dsh-dependent PCP is not required for oriented cell divisions or for germband elongation in Drosophila embryos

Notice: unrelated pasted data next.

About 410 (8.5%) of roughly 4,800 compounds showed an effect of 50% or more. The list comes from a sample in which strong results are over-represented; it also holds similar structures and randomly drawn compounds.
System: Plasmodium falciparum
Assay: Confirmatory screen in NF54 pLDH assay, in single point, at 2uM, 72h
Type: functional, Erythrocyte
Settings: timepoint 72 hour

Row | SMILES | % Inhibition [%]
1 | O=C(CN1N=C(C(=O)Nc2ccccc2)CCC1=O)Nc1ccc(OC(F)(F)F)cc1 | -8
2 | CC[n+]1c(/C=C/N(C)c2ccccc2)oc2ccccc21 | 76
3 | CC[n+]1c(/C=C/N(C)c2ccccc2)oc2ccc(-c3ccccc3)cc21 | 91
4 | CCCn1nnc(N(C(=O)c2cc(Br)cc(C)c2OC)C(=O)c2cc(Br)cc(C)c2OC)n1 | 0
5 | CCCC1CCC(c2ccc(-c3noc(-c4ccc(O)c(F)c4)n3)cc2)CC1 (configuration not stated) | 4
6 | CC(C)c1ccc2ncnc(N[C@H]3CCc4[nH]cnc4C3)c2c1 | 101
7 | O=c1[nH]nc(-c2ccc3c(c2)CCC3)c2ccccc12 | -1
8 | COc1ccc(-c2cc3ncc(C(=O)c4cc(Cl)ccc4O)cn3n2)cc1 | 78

In zebrafish embryos, axis elongation involves cell intercalation and oriented cell divisions, and both processes are under the control of the PCP pathway. Indeed, no elongation takes place in fish embryos with a disrupted PCP pathway (Gong et al.,2004). As we have shown, GBE in Drosophila also follows from a combination of oriented cell divisions (posterior to the fold) and cell intercalations (anterior to the fold). However, in Drosophila,mutations in frizzled or dishevelled, two genes involved in the classical PCP pathway, have no noticeable effect on extension(Perrimon and Mahowald, 1987; Zallen and Wieschaus, 2004)(Fig. 5A-D). We assessed the orientation of cell divisions in embryos carrying a combination of dsh alleles known to cause PCP defects in the adult wing(Penton et al., 2002)(Fig. 5A). From a total of 250 fast-phase divisions (five embryos), 58% occurred at an angle of less than 30°, while 36% were between 30° and 60° from the midline. Only 6%of fast-phase mitoses took place at an angle between 60° and 90°. This suggests that, during the fast phase, divisions in dsh mutants are polarised, as they are in wild type (Fig. 5C,D; Fig. 1G,H;and see Movie 5 in the supplementary material). In order to compare the extent of polarisation in the two genetic backgrounds, we devised a simple index of longitudinal bias (as described in the legend of Fig. 5) and found this index to be similar in dsh and wild-type embryos. We conclude that the dsh-dependent PCP pathway is neither required for oriented cell divisions nor for GBE in Drosophila embryos. Note, however, that apico-basal polarity seems necessary for elongation, because mutations in bazooka (Zallen and Wieschaus,2004) cause a reduction in GBE. It is conceivable that, in early Drosophila embryos, a dsh-independent mechanism imparts PCP to epidermal cells. In fact, an additional polarising signal must exist,because most denticles are properly oriented in embryos lacking maternal and zygotic frizzled (Price et al.,2006), or lacking maternal and zygotic PCP-competent dsh(Fig. 5B). Work in the adult fly abdomen suggests that the so-called dachsous/fat system could act as an independent polarising source in epithelia(Casal et al., 2006). It remains to be seen whether this system contributes to the polarisation of denticles, cell intercalation and/or mitoses in embryos. Another outstanding issue concerns how the segmentation cascade controls dsh-independent PCP.